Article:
Many feet of mud, sand and ash filled in rivers, valleys

In some areas away from the direct flow of the mud, the billowing clouds of ash would accumulate in layers over days and months.  Now and then, a burning boulder would come flying from thousands of feet in the air away to land on a rooftop, incinerating it and all that is wood.  

Ash covers much more of the island than the two enormous swaths chosen by the mud paths.  The ash fertilizes the land already verdant with trees and plants, and speeds along the process of the jungle retaking the towns that it smothered.  
A home in what was Cork Hill, half buried in ash.

We went on a “volcano” tour with a gentleman who has been a guide for 30 some years on Montserrat.  He showed us photos and videos of the island and the towns before the volcano woke up, breaking its’ 400 year hiatus. 
Piles of mud and sand narrowly missed this house

On steep and windy little paved roads with curb and gutter, he drove us through an area where the only noticeable sign of prior human habitation was an elevated cricket field which someone had continued to keep free of jungle growth.  
Jungle reclaiming the land

In order to “find” the rest of the village he stopped multiples times to point out what were once nice homes, but now were burned-out roofless shells hidden behind dense jungle vegetation.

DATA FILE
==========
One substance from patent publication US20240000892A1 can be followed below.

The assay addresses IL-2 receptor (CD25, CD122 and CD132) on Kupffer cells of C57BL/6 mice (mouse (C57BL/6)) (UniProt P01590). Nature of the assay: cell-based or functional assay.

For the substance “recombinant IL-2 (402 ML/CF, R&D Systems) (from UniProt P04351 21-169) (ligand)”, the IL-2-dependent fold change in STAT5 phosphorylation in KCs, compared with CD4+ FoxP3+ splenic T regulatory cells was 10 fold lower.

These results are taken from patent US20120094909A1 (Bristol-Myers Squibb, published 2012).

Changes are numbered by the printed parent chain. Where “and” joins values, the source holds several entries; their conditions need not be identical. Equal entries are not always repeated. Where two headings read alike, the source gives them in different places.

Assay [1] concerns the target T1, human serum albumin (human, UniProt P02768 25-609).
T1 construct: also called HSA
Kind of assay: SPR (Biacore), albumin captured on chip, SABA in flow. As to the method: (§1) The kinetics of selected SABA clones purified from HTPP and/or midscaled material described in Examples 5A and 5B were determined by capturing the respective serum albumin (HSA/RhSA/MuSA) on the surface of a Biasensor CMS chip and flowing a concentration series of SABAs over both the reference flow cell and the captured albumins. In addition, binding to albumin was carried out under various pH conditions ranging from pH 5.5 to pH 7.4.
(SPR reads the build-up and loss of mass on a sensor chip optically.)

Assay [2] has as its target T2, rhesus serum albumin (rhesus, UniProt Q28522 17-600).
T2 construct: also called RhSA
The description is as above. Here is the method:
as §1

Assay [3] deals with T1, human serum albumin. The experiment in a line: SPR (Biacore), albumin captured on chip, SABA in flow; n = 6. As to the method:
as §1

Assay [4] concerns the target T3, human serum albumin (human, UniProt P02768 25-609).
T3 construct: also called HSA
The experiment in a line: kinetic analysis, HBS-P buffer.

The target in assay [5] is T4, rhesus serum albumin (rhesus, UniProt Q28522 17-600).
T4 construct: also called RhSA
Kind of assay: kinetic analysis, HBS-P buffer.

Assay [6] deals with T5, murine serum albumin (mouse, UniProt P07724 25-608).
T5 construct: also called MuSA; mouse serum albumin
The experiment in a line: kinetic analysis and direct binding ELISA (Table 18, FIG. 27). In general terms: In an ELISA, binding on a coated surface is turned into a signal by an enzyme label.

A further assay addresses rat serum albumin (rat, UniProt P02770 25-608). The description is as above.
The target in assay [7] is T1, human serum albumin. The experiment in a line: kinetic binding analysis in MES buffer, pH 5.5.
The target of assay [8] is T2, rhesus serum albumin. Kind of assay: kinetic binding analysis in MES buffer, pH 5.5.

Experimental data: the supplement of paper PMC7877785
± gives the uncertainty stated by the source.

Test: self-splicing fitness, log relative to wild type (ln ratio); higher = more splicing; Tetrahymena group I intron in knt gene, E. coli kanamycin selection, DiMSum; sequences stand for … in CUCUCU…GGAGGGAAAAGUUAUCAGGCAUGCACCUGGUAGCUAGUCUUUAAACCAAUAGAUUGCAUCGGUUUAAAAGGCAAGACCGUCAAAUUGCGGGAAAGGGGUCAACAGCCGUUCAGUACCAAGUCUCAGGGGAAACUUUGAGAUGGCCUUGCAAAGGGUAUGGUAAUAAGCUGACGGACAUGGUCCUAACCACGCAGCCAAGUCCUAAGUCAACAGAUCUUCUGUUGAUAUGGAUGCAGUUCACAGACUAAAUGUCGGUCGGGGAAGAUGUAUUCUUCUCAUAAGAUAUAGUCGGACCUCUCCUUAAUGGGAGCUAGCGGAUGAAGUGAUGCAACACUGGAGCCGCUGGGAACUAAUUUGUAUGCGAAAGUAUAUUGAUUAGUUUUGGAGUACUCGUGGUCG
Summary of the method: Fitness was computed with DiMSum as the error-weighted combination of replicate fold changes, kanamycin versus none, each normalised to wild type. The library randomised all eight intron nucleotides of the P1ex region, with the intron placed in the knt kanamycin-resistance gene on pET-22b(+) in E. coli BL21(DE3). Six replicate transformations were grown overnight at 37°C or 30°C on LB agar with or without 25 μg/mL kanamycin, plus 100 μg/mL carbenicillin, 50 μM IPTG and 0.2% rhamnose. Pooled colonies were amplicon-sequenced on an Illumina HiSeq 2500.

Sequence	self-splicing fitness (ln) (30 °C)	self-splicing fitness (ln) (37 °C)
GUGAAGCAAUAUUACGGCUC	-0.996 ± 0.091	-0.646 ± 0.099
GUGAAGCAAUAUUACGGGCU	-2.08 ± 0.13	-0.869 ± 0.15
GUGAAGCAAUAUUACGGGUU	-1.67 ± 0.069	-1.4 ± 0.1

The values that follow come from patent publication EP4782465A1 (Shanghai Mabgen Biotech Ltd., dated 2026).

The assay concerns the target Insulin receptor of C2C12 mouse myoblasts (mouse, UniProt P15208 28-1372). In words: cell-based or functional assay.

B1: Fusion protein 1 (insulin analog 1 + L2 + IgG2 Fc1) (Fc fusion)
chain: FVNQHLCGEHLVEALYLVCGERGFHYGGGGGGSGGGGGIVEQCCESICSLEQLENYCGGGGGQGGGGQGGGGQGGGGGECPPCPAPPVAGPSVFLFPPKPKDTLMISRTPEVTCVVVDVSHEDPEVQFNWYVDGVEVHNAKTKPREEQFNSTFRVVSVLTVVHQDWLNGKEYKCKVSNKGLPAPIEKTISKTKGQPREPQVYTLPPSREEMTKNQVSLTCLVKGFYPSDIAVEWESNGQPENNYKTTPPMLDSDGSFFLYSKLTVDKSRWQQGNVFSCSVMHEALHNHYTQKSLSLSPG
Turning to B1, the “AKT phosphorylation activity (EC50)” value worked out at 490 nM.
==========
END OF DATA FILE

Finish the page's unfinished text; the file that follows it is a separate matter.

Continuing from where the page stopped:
A garden planted on fertile ash where Cork Hill once stood.  

The village had been Cork Hill, and our guide had lived there. With the exception of that cricket field, his village has been swallowed up by jungle growing on top of fertile ash.
Abandoned home overlooking Plymouth

We were taken to what was once, a lovely home overlooking the town of Plymouth, now labeled an Exclusion Zone. The abandoned home was still coated in ash and grime. Modern furnishings and utilities were left behind along with a house key.  
Occupants left in a hurry

A couple hundred feet below was a sports stadium, but only the elevated stands were visible.  
New waterway sliced through the many feet
of mud to reach the ocean

The remains of Plymouth, once the capitol of Montserrat, now seem as a dystopian moonscape of brown block houses, most without roofs.  Here and there, a roof remains as the only evidence of a house that lies entombed in mud beneath it. 
In the Exclusion Zone.  Most of the brown "blocks" on the horizon are shells of homes, businesses